Mental Distress – A Case Analysis

Where an employer terminates an employee without cause and fails to provide reasonable notice, the employee can sue for wrongful dismissal to obtain damages equal to the notice that ought to have been provided by the employer. Where the circumstances surrounding the termination have caused the employee mental or emotional suffering, he or she will not be able to sue for “aggravated damages” on account of mental distress unless the employee can establish that the employer committed a legal wrong separate and apart from its failure to provide reasonable notice.

One such “wrong” is the tort of intentional infliction of mental distress. In order to succeed on such a claim, the employee must show that:
(i) The employer engaged in conduct which was flagrant and outrageous;
(ii) The employer engaged in such conduct seeking to cause the employee harm
or with reckless disregard as to whether such harm would occur; and
(iii) The employer’s conduct resulted in a visable and provable injury.

In Rahemtulla v. Vanfed Credit Union, the plaintiff was dismissed from her position as a bank teller on the basis of unfounded accusations of theft. She suffered severe emotional distress as a consequence of her summary dismissal and the accusations of the defendant. The Court held that the accusations of theft, even if motivated by a desire to extort a confession and solve the mystery of the missing funds, amounted to an act with reckless disregard as to whether or not shock would ensue from the accusation. The Court further found that in order to establish the tort, the plaintiff did not have to show that the defendant’s conduct was caused by malicious intent to cause harm or any motive of spite. The Court further found that the employer’s conduct was outrageous and observed:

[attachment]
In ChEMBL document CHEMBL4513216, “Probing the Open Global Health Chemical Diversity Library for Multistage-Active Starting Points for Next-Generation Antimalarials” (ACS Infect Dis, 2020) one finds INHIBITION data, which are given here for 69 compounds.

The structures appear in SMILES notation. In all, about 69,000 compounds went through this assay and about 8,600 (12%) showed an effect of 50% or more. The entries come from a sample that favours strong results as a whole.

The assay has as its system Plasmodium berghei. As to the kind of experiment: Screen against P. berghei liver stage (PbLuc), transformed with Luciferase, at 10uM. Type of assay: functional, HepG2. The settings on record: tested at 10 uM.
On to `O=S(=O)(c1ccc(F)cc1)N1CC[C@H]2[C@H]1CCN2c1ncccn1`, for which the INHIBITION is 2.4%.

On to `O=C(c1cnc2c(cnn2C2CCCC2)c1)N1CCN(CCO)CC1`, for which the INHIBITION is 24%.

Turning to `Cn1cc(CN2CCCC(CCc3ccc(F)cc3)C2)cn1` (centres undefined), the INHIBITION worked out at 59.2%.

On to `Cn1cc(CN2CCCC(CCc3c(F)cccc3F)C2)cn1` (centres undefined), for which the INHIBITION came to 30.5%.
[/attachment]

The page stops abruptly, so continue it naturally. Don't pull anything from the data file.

“While the financial institution has the right to dismiss a suspect employee without investigation, the proper conduct of its affairs does not require that it be given the right to make reckless and very possibly untruthful accusations as to the employee’s honesty which will foreseeably inflict shock and mental suffering. Considering all of these circumstances, I am satisfied that Mr. Flack’s conduct can fairly be described as flagrant and outrageous.”

The Court awarded the Plaintiff $5,000.00 for mental distress.

An employer by communicating an employee’s termination in a reckless fashion, may cause the employee mental distress. Such communications may also constitute the tort of intentional infliction of mental suffering. In Bohemier v. Storwal International Inc., the employee had been employed for 35 years when his discharge was delivered on a Friday evening by taxi. The letter expressed no gratitude for service, offered no proposal to aid in obtaining new employment, and did not specify the basis for payment in lieu of notice. The Court, in awarding damages for mental distress, held:
“The evidence discloses that the usual practice of Storwal on dismissals was to call the employee into the office of a superior at the end of the last day of work. There is no explanation of why this was not done in the case of the plaintiff. Hughes believes that it was due to inadvertence and that the plaintiff left the plant before his superior had an opportunity to speak with him. The reason for departing from the usual practice does not matter. Someone in authority at Storwal must have arranged that the notice be delivered by taxi cab. In my opinion, it was reasonably foreseeable that such an action would aggravate the mental suffering of the plaintiff that would inevitably caused by the act of dismissal and the inadequate period of notice.”

The decision of the Trial Court was upheld by the Court of Appeal.

This article is provided for information purposes only and does not constitute legal advice. Any individual questions or legal issues should be discussed with independent counsel.